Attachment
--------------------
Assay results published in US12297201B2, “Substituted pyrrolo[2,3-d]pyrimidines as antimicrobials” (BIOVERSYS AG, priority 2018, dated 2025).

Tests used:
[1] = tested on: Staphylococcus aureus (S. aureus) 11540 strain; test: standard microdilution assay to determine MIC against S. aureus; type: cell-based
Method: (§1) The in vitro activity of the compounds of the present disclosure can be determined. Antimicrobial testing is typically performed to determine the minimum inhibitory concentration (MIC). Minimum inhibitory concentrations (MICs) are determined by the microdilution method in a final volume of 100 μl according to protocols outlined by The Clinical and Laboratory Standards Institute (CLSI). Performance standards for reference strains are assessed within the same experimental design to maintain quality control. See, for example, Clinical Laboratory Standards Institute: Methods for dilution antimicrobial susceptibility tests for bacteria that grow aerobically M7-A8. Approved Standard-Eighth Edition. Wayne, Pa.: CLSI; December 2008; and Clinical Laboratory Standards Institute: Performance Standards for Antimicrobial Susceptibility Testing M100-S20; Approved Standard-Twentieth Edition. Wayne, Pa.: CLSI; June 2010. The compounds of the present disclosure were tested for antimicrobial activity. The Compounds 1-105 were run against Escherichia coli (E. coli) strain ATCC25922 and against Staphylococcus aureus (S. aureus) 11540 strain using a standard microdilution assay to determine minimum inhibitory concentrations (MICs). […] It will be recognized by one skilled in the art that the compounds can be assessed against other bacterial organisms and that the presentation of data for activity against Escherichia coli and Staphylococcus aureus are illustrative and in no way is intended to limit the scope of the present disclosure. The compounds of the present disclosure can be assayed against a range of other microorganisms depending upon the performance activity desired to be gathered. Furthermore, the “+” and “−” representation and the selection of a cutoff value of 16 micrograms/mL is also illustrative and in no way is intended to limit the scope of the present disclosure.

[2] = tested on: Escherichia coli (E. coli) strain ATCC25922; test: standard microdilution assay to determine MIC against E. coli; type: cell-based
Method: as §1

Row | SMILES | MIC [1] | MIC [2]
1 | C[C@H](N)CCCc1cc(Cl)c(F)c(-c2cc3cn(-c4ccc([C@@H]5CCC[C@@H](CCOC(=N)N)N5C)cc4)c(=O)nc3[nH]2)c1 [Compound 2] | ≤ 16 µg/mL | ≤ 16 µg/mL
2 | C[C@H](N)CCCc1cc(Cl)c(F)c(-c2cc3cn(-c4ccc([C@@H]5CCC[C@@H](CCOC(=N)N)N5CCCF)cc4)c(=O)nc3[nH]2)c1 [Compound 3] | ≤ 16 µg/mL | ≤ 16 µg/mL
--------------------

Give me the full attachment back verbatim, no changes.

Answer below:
Assay results published in US12297201B2, “Substituted pyrrolo[2,3-d]pyrimidines as antimicrobials” (BIOVERSYS AG, priority 2018, dated 2025).

Tests used:
[1] = tested on: Staphylococcus aureus (S. aureus) 11540 strain; test: standard microdilution assay to determine MIC against S. aureus; type: cell-based
Method: (§1) The in vitro activity of the compounds of the present disclosure can be determined. Antimicrobial testing is typically performed to determine the minimum inhibitory concentration (MIC). Minimum inhibitory concentrations (MICs) are determined by the microdilution method in a final volume of 100 μl according to protocols outlined by The Clinical and Laboratory Standards Institute (CLSI). Performance standards for reference strains are assessed within the same experimental design to maintain quality control. See, for example, Clinical Laboratory Standards Institute: Methods for dilution antimicrobial susceptibility tests for bacteria that grow aerobically M7-A8. Approved Standard-Eighth Edition. Wayne, Pa.: CLSI; December 2008; and Clinical Laboratory Standards Institute: Performance Standards for Antimicrobial Susceptibility Testing M100-S20; Approved Standard-Twentieth Edition. Wayne, Pa.: CLSI; June 2010. The compounds of the present disclosure were tested for antimicrobial activity. The Compounds 1-105 were run against Escherichia coli (E. coli) strain ATCC25922 and against Staphylococcus aureus (S. aureus) 11540 strain using a standard microdilution assay to determine minimum inhibitory concentrations (MICs). […] It will be recognized by one skilled in the art that the compounds can be assessed against other bacterial organisms and that the presentation of data for activity against Escherichia coli and Staphylococcus aureus are illustrative and in no way is intended to limit the scope of the present disclosure. The compounds of the present disclosure can be assayed against a range of other microorganisms depending upon the performance activity desired to be gathered. Furthermore, the “+” and “−” representation and the selection of a cutoff value of 16 micrograms/mL is also illustrative and in no way is intended to limit the scope of the present disclosure.

[2] = tested on: Escherichia coli (E. coli) strain ATCC25922; test: standard microdilution assay to determine MIC against E. coli; type: cell-based
Method: as §1

Row | SMILES | MIC [1] | MIC [2]
1 | C[C@H](N)CCCc1cc(Cl)c(F)c(-c2cc3cn(-c4ccc([C@@H]5CCC[C@@H](CCOC(=N)N)N5C)cc4)c(=O)nc3[nH]2)c1 [Compound 2] | ≤ 16 µg/mL | ≤ 16 µg/mL
2 | C[C@H](N)CCCc1cc(Cl)c(F)c(-c2cc3cn(-c4ccc([C@@H]5CCC[C@@H](CCOC(=N)N)N5CCCF)cc4)c(=O)nc3[nH]2)c1 [Compound 3] | ≤ 16 µg/mL | ≤ 16 µg/mL